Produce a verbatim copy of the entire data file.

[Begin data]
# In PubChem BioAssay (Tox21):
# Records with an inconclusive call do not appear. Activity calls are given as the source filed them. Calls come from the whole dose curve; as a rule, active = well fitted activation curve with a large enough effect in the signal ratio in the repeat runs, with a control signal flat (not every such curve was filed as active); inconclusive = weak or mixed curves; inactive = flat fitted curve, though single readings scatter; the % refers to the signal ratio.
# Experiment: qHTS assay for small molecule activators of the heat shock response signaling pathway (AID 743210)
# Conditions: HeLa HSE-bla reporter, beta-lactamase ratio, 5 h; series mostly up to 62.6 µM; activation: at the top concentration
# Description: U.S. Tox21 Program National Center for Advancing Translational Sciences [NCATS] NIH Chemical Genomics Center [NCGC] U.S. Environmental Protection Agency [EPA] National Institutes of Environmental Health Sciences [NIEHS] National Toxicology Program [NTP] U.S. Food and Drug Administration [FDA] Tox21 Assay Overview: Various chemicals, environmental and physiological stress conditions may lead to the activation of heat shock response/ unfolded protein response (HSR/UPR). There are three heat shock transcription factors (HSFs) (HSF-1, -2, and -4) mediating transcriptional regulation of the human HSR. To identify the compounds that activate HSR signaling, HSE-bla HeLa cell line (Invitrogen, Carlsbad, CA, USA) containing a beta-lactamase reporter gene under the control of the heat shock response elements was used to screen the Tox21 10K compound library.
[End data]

# In PubChem BioAssay (Tox21):
# Records with an inconclusive call do not appear. Activity calls are given as the source filed them. Calls come from the whole dose curve; as a rule, active = well fitted activation curve with a large enough effect in the signal ratio in the repeat runs, with a control signal flat (not every such curve was filed as active); inconclusive = weak or mixed curves; inactive = flat fitted curve, though single readings scatter; the % refers to the signal ratio.
# Experiment: qHTS assay for small molecule activators of the heat shock response signaling pathway (AID 743210)
# Conditions: HeLa HSE-bla reporter, beta-lactamase ratio, 5 h; series mostly up to 62.6 µM; activation: at the top concentration
# Description: U.S. Tox21 Program National Center for Advancing Translational Sciences [NCATS] NIH Chemical Genomics Center [NCGC] U.S. Environmental Protection Agency [EPA] National Institutes of Environmental Health Sciences [NIEHS] National Toxicology Program [NTP] U.S. Food and Drug Administration [FDA] Tox21 Assay Overview: Various chemicals, environmental and physiological stress conditions may lead to the activation of heat shock response/ unfolded protein response (HSR/UPR). There are three heat shock transcription factors (HSFs) (HSF-1, -2, and -4) mediating transcriptional regulation of the human HSR. To identify the compounds that activate HSR signaling, HSE-bla HeLa cell line (Invitrogen, Carlsbad, CA, USA) containing a beta-lactamase reporter gene under the control of the heat shock response elements was used to screen the Tox21 10K compound library.